Any idea why… ...the K in EK? ...Y in EY? ...Q in SQ? ...X in CX? Singapore’s SQ comes from “Service Quality”. There is another theory: “Sweet hostess in your sarong kebaya, caring for me as only you know how, across half the world and more, Singapore girl you are a great way to fly!” Perhaps you h...Jump to post
Don’t take me wrong, but there is something insignificant that I do not like: the stylized kangaroo inside the zero. This is the universal sign of « forbidden » isn’t it? Such an occasion deserved a much better livery...Jump to post
I agree, it is not a waste of time. If he is successful, they will be able to raise her plane (unlike the Titanic) and put it in a museum (Smithsonian perhaps). It will be equivalent to finding Tutankhamun’s tomb. Once every one hundred years...
It will be Ballard’s crowning achievement.
3. Also, there had been other missions that had failed, so he knew where not to look. The navy must have known all along they say, with such huge target in their sonars, but would not reveal it. Personally I agree with the lady curator’s opinion. Amelia ditched somewhere near Howland, she won’t be f...Jump to post
I flew on a Tower Air 747 from Gatwick to Barbados in the late 1980s. It was a package holiday so charter flight. Seem to recall the aircraft was N601FF. My 3 memories of the flight out was firstly on take off looking out of the window and watching the two engines on the starboard wing swinging aro...Jump to post
JL has released its new uniform as part of the run up to the olympics. Inline with its conservative brand this is a refresh of the current design. Refresh? What refresh? Who is going to notice anything? Times change and uniforms reflect the spirit of the times. In the tradition of the « Olympic Spi...Jump to post
Some people are of the opinion that the plane was taken over electronically. All you're doing with this post is throwing out a red herring. You don't even seem to believe the theory you're posting. An airliner cannot be taken over "electronically". Of course it can, provided that electron...Jump to post
Some people are of the opinion that the plane was taken over electronically. And since that flight was a “lost case” anyway, the occupants were mercifully “put to sleep” -pilots included- by having the plane climb to 40.000 ft, and then by steering it “out there”, far away from airways, to uncharted...Jump to post
Nice try. If there was « something » in the cargo hold, it would not appear in the cargo manifest. A friend of mine believes it could be just that, and it would never be allowed to reach China. By the way, he told me something about a « dirty bomb ». Does anyone know what it is? Never heard of it.Jump to post
There is no Korean culture that makes any of these norms. Corporate culture is a different thing. This! Corporate culture or even military discipline. When you are sergeant you do not behave like that to your captain. You are asking for it. I would prefer a military where a senior is more afraid of...Jump to post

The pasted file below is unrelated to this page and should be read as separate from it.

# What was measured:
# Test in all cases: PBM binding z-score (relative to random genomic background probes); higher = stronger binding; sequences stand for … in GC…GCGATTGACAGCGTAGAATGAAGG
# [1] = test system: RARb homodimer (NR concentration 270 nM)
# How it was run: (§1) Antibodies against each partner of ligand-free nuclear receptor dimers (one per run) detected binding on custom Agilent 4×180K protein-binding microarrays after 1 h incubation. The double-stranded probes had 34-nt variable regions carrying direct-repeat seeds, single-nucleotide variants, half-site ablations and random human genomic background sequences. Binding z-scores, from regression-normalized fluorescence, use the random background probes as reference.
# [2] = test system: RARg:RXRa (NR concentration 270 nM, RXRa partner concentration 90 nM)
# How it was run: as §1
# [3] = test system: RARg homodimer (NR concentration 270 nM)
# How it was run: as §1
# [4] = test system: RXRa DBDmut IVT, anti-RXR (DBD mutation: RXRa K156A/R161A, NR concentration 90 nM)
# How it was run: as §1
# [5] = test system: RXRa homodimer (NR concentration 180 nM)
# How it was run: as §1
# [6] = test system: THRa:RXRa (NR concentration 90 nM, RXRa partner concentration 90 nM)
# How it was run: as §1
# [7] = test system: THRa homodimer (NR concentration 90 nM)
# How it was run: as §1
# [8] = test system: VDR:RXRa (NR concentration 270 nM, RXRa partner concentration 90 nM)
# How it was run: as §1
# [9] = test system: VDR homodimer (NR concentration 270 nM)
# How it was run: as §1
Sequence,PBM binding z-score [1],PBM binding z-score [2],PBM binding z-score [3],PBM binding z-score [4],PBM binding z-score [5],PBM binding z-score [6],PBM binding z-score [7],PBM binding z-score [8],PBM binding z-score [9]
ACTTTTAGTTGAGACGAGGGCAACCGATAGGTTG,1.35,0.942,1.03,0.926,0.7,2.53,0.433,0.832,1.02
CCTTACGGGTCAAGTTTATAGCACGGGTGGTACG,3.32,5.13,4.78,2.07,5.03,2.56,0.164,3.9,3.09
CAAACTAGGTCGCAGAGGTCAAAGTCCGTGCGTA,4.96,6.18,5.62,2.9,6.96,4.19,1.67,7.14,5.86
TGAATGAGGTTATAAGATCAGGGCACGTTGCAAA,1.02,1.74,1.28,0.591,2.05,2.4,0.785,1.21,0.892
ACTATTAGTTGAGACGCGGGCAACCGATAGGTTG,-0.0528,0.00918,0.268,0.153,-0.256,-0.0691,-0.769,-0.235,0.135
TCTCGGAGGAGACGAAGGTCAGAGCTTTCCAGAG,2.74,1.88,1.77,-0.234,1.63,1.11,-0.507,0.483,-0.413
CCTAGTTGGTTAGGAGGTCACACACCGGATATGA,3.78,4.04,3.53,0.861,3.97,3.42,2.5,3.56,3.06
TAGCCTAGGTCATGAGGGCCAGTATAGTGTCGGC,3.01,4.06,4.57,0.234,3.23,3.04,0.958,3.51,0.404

ITSTours wrote:There is no Korean culture that makes any of these norms.
Corporate culture is a different thing.
Ah, the question brings me back to the good old days of being a poor, starving medical student in Europe, in the days of transatlantic youth fares. (Think $200 rt, unrestricted ticket, other than no stopovers on the way). How did they fill those planes? Well, sometimes they didn't. Best flight was ...Jump to post
There is one more comment I would like to make: Somebody said that the captain got everything right and managed to disappear without a trace, baffling everyone. But the logical question follows: how can you say “without a trace” when he left all the incriminating evidence in his own home? When he co...Jump to post
Once again . . . a poster who thinks he knows how a person committing to suicide thinks. I just don't get that. Somebody seems to forget that Andreas Lubitz could have simply dove his plane into the Mediterranean. Instead, he used that old Rube Goldberg/dripping candlewax technique of setting his a...Jump to post
Going back to the context at hand it could either be interpreted as - evasive to avoid detection OR evasive to stay clear of populated land masses to avoid potential damage to life and property on the ground. Interesting point. It is strange but a few days ago I was discussing that with a friend of...Jump to post
The article served one purpose: to « serve » you their conclusion in the end, just as arbitrary as any, carefully prepared and attractively presented. Nothing can be proven. If the culprit had been one only, we would know it from the very beginning, no doubt. This is a conspiracy where each party co...Jump to post
Somebody asked me way up,in a derogatory way: «So, what is now your pet theory? » The answer is, I have never had a pet theory. I am willing to change my mind,I have second thoughts because I want to understand better. I have changed my mind three to four times. The things I believed once,I simply d...Jump to post
Sounds about right. It's also likely that he made a long turn around the city of Penang so he could look out the window and give a long emotional goodbye to his home town. That makes sense. That also would explain why he would choose that route rather than some other direction. The last land he saw...Jump to post
According to the article in the Atlantic: “There has been a serious flaw in the scenario of pilot-directed (or other) hijacking. Had Zaharie really wanted to disappear his jet, he would not have made the sudden turn to the left -as the plane did- but to the right, where, flying over The South China ...Jump to post
There is an article in the Daily Beast that calls the Atlantic article a "discredited conspiracy theory": https://www.thedailybeast.com/the-atlantics-william-langewiesche-dusts-off-discredited-conspiracy-theory-to-accuse-mh370-pilot-of-hijacking Interestingly, it says in the end: "Of...Jump to post